For example, if you have a quiz that recommends the best little black dress, you may ask “what is your style?” and give examples. If the options are:
You can then point the chic dresser to a specific category of dresses, the casual person to another category, and so on.
Keep the following in mind for your interactive content:
- It should have a descriptive title.
- It should mix questions that serve you and serve the respondent.
- Use as few questions as possible (it’s not a survey).
- When asking for contact information, express how you’re adding value.
- Use a compelling cover image to get people interested in the interactive content.
Over To You…
Remember that when interactive content is done right, you’ll see quality results. Good experiences with interactive content will drive more leads than static content, and you’ll also get collect information.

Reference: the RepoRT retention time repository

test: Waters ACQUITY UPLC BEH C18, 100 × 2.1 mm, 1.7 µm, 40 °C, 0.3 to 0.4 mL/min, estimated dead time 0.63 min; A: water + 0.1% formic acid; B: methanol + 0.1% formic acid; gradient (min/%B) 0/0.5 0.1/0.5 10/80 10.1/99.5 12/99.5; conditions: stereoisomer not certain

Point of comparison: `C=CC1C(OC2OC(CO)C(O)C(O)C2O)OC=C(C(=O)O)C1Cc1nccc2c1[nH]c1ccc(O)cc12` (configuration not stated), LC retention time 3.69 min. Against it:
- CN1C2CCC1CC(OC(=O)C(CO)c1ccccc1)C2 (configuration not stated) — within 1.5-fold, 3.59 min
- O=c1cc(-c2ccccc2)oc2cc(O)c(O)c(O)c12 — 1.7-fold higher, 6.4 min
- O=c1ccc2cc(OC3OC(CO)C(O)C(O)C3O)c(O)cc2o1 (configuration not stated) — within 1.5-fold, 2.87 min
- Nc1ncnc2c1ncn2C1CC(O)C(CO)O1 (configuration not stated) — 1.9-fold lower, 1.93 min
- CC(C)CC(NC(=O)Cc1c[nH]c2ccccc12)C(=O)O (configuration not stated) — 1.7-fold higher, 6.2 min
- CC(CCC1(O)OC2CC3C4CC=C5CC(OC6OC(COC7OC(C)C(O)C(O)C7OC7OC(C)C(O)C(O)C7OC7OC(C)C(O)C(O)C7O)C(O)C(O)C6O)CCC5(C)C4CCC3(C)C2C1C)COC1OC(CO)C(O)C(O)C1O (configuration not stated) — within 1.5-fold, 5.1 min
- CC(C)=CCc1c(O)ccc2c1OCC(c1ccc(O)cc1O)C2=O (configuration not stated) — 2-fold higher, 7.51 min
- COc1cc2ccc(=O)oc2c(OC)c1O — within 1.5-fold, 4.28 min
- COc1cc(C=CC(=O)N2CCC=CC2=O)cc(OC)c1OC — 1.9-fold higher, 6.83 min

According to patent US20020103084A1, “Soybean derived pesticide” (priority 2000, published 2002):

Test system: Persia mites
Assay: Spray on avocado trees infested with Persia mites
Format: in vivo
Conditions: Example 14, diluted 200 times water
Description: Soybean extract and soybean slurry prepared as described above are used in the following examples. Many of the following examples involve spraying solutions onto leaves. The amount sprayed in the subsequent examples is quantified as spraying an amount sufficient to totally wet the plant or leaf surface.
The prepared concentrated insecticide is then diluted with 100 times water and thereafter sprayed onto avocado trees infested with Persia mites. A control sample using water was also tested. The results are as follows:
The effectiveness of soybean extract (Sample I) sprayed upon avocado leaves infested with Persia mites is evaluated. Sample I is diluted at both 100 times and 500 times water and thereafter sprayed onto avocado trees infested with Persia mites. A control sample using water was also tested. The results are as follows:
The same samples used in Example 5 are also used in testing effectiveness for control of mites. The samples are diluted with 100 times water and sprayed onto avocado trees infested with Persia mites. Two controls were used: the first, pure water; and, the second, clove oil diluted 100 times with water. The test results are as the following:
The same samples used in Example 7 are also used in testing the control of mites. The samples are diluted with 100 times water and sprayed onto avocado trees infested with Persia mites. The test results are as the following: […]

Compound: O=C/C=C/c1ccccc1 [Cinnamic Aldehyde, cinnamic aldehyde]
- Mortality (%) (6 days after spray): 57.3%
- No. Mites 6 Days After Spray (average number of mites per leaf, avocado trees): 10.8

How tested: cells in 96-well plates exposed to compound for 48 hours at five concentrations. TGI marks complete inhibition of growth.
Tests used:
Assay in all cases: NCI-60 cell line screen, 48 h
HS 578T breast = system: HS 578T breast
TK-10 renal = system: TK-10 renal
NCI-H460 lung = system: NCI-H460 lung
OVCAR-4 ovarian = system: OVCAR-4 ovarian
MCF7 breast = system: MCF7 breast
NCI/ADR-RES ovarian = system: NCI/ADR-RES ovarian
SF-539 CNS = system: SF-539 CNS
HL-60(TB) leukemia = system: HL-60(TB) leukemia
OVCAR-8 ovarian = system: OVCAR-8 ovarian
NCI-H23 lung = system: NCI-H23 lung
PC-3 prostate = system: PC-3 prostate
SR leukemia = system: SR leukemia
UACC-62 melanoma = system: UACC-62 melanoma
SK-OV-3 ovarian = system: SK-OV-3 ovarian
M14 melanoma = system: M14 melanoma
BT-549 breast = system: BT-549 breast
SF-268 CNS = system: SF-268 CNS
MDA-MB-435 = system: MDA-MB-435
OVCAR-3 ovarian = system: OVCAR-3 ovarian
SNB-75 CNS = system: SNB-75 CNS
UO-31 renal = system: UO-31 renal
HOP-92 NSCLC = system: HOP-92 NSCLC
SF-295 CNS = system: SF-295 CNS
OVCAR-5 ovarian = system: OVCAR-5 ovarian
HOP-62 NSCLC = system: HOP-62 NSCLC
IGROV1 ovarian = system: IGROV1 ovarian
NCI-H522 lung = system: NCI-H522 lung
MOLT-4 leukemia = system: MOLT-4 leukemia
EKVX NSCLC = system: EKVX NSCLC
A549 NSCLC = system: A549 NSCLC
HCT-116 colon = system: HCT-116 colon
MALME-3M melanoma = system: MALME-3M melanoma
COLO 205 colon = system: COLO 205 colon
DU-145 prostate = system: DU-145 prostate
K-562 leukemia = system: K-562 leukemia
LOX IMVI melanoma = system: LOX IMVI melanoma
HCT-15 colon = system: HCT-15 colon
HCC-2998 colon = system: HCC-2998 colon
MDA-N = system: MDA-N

Start by familiarizing yourself with the different types of interactive content then do the preliminary work outlined in this article. Spend as much time as you need on the thank you pages because that’s where you set the tone for the rest of their interaction with your brand.
Let me know what you think in the comments or how you’re using interactive content. And don’t forget to share!
Daniel Ndukwu is the Founder of KyLeads – a SaaS platform that helps brands better understand their users and generate leads using smart popups and interactive quizzes.